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LUBS5325M
Module Reading List Semester 1

Employment Law, 2021/22, Semester 1, 2
Liz Oliver
E.A.Oliver@lubs.leeds.ac.uk
Tutor information is taken from the Module Catalogue

Core texts

Emir A Selwyn's law of employment 21/e Oxford University Press 2020     

You can access the online version of this text here

This text is a good introductory text and will be used in the first part of the course. Selwyn's law of employment is an authoritative and comprehensive reference text covering all of the course topics. The audience for this text is students and practitioners so it works well for a third year undergraduate module. Students should refer to the publisher's online resource centre for updates that become available throughout the year. Selwyn's law of employment can be a challenging text and should be read in conjunction with the course materials. Students who struggle with this text to begin with are advised to refer to the brief / revision texts recommended below along-side their reading of Selwyn. These user-friendly, brief guides do not go into sufficient depth to support a full analysis of your class and coursework questions but they do provide a useful overview of the legal framework and can help to prevent students new to law from feeling 'lost' in the detail.

Collins H, Ewing K D and McColgan A Labour Law2/e Cambridge University Press 2019       

This is the preferred text of Carol McCallum and will be used in the second part of the course. A critical text with a thorough and authoritative discussion of employment law in context and an excellent source of further references. You will find it a very valuable resource in the preparation of your coursework so it is recommended that you purchase a copy of this book.

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The main sources of law that we will be referring to are statutes and cases. You will learn how to access and interpret primary sources of law. 

Statutes

Kidner R (Ed) Blackstone's statutes on employment law 2021-2022  31/e Oxford University Press 2021      

You will need to become familiar with looking up and reading legal statutes (there will be guidance on this). You will regularly refer to these in your seminars. It is recommended that you purchase a copy of the 2020-21 statute book. 

Cases

You will be expected to look up, read and appropriately cite cases (there will be guidance on this). The law reports that contain most of the cases cited on this course are the Industrial Relations Law Reports (IRLR). IRLR is available electronically through Lexis Library  

The main databases for law reports are Lexis Library and Westlaw UK. You can use these to access other cases and a wide range of commentary on legal sources. 

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Detailed reading lists will be provided for the key topics covered on the module. To aid your own research this section introduces some of the key journals.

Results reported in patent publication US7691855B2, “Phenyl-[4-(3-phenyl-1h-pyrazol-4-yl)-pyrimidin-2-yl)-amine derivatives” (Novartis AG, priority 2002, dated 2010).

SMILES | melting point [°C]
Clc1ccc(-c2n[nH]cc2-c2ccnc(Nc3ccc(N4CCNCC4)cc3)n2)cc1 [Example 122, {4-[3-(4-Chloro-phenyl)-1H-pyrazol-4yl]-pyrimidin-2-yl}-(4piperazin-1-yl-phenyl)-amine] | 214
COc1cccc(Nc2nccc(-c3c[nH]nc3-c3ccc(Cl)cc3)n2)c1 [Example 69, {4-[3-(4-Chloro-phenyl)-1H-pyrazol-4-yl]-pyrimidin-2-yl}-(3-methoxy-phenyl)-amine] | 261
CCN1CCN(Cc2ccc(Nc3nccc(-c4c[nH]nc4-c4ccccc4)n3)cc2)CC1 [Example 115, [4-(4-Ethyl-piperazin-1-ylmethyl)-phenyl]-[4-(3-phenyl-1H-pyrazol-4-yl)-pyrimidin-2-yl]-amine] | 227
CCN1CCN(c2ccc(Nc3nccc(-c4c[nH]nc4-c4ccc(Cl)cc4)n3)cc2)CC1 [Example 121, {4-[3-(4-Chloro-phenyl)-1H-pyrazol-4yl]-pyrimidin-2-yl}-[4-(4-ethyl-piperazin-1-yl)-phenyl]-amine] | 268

Academic literature

Industrial Law Journal

This journal contains scholarly articles by leading thinkers covering British employment law and indistrial relations. 

The International journal of comparative labour law and industrial relations.

This journal places legal debates into an international context. 

Practitioner literature

You may be asked to engage with practitioner oriented literature to get a feel for how employment law is interpreted and implemented by legal professionals or within a business context. 

IDS Employment Law Brief

This journal reports on key developments in employment law and is targeted at legal professionals. It can be accessed via the Westlaw legal database. Use this link to access Westlaw and log in with your university usename and password. Select "journals" from the menu accross the top and then click "publications" you will find a list of all the database publications in alphabetical order, click "I" and then scroll down to 'IDS Employment Law Brief'. You can then browse issues or search using keywords.

The New Law Journal

This journal has a regular section 'Employment Law Brief' that is written by a barrister and provides a brief update on key cases and other legal developments in the area of employment law. You can access the journal via Lexis Library using the link above. It will take you straight to the source, you can search or browse from there. 

CIPD People Management Magazine

This journal is aimed a Human Resource Management professionals and regularly has coverage of key cases or legal developments from an HR perspective. You can access the journal via EBSCOhost Business Source Premier.

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Supplementary textbooks

Willey B Employment law in context : an introduction for HR professionals 4/e Pearson 2012 

'Employment law in context' is recommended as supplementary reading for students who want to locate their technical knowledge within a broader social and economic context. It is very well written and structured with some interesting 'real life' case studies and thought provoking questions with notes on the answers. It is a very accessible text but it is getting quite old so should be read in conjunction with your course materials to ensure your legal knowledge is accurate.